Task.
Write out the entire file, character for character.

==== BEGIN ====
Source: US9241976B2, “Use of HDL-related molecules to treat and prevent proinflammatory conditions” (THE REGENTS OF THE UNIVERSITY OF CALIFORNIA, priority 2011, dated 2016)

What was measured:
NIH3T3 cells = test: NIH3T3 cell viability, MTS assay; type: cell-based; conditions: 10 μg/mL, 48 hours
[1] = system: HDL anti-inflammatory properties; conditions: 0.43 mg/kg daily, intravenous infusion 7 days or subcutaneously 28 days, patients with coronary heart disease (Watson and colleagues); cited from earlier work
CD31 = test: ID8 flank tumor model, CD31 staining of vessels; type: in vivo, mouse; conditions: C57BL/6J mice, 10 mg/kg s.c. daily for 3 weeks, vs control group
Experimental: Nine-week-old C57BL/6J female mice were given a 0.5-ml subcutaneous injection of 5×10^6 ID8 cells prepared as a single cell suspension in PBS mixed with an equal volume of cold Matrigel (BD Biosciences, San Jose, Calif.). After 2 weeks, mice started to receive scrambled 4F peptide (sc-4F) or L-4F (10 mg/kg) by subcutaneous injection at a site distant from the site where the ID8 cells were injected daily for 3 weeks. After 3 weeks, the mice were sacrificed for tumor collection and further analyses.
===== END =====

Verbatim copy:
Source: US9241976B2, “Use of HDL-related molecules to treat and prevent proinflammatory conditions” (THE REGENTS OF THE UNIVERSITY OF CALIFORNIA, priority 2011, dated 2016)

What was measured:
NIH3T3 cells = test: NIH3T3 cell viability, MTS assay; type: cell-based; conditions: 10 μg/mL, 48 hours
[1] = system: HDL anti-inflammatory properties; conditions: 0.43 mg/kg daily, intravenous infusion 7 days or subcutaneously 28 days, patients with coronary heart disease (Watson and colleagues); cited from earlier work
CD31 = test: ID8 flank tumor model, CD31 staining of vessels; type: in vivo, mouse; conditions: C57BL/6J mice, 10 mg/kg s.c. daily for 3 weeks, vs control group
Experimental: Nine-week-old C57BL/6J female mice were given a 0.5-ml subcutaneous injection of 5×10^6 ID8 cells prepared as a single cell suspension in PBS mixed with an equal volume of cold Matrigel (BD Biosciences, San Jose, Calif.). After 2 weeks, mice started to receive scrambled 4F peptide (sc-4F) or L-4F (10 mg/kg) by subcutaneous injection at a site distant from the site where the ID8 cells were injected daily for 3 weeks. After 3 weeks, the mice were sacrificed for tumor collection and further analyses.